As the oscillations of the lattice determine the conventional superconductivity—and do this more effectively the faster the atoms oscillate—materials with high hydrogen content exhibit a relatively high transition temperature. In addition, strong bonds between the atoms increase the temperature at which a material becomes superconductive. These conditions are met in H3S, and it is precisely this compound that develops from H2S at high pressure.

Mikhael Eremets and his team are now looking for materials with even higher transition temperatures. Increasing the pressure acting on the hydrogen sulfide above 1.5 megabar is not helpful in this case. This has not only been calculated by theoretical physicists, but now also confirmed in experiments performed by the team in Mainz. At even higher temperatures the electron structure changes in such a way that the transition temperature slowly begins to drop again.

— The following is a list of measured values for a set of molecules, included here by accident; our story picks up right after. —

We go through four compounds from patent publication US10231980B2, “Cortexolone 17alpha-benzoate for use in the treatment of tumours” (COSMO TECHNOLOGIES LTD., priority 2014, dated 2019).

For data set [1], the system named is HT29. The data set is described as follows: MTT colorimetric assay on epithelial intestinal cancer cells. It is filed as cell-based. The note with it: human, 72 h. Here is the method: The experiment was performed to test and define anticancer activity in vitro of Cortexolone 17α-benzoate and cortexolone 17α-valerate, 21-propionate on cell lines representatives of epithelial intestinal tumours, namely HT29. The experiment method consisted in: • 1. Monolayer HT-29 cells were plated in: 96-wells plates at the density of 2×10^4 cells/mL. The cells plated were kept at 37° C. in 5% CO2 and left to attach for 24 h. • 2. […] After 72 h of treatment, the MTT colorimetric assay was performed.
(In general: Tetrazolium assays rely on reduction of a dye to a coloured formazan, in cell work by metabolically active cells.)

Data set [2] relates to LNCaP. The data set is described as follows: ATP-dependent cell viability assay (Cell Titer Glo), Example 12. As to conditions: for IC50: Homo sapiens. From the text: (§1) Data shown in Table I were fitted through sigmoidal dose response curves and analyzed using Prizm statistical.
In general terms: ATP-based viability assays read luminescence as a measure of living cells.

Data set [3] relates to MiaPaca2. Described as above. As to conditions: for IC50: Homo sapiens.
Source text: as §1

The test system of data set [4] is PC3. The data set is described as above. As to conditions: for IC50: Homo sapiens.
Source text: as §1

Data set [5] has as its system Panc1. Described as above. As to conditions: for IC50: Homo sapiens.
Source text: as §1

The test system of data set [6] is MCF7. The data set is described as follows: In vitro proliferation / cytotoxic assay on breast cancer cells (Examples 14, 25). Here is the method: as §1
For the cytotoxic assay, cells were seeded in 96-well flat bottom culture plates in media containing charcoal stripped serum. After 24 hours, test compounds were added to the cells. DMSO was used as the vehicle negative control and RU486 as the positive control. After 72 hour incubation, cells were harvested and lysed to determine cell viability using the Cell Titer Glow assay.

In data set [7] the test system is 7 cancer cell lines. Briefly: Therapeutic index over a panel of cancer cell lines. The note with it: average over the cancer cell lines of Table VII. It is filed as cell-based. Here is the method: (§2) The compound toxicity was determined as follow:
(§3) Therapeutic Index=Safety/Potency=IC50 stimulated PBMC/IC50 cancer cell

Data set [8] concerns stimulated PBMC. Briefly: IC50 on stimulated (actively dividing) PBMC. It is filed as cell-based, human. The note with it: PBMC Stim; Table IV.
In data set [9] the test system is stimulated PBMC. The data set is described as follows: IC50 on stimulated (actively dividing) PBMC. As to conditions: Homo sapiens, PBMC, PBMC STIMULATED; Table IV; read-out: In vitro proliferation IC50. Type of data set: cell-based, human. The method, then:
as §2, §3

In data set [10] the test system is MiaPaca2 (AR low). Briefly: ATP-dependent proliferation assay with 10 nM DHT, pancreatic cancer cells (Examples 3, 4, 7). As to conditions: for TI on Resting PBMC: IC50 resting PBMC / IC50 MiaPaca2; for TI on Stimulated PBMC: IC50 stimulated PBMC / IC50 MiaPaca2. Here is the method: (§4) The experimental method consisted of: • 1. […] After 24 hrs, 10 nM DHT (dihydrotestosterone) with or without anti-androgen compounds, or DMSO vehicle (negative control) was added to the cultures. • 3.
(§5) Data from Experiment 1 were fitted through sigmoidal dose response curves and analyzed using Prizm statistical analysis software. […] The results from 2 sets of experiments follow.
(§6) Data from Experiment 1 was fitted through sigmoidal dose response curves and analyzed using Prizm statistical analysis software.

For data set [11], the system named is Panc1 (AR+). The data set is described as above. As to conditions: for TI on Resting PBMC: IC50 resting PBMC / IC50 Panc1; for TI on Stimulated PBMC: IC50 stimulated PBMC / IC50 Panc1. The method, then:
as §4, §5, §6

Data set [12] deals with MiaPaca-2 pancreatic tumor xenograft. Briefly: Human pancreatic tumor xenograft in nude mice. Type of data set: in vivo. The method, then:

Wanted: hydrogen-rich materials with a higher transition temperature

“An obvious candidate for a high transition temperature is pure hydrogen,” says Mikhael Eremets. “It is expected that it would become superconductive at room temperature under high pressure.” His team has already begun experimenting with pure hydrogen, but the experiments are very difficult as pressures of three to four megabar are required.

“Our research into hydrogen sulfide has however shown that many hydrogen-rich materials can have a high transition temperature,” says Eremets. It may even be possible to realize a high-temperature superconductor worth the name in terms of common temperature perception without high pressure. The researchers in Mainz currently need the high pressure to convert materials that act electrically insulating like hydrogen sulfide into metals.

“There may be polymers or other hydrogen-rich compounds that can be converted to metals in some other way and become superconductive at room temperature,” says the physicist. If such materials can be found, we would finally have them: superconductors that can be used for a wide range of technical applications. SB/PH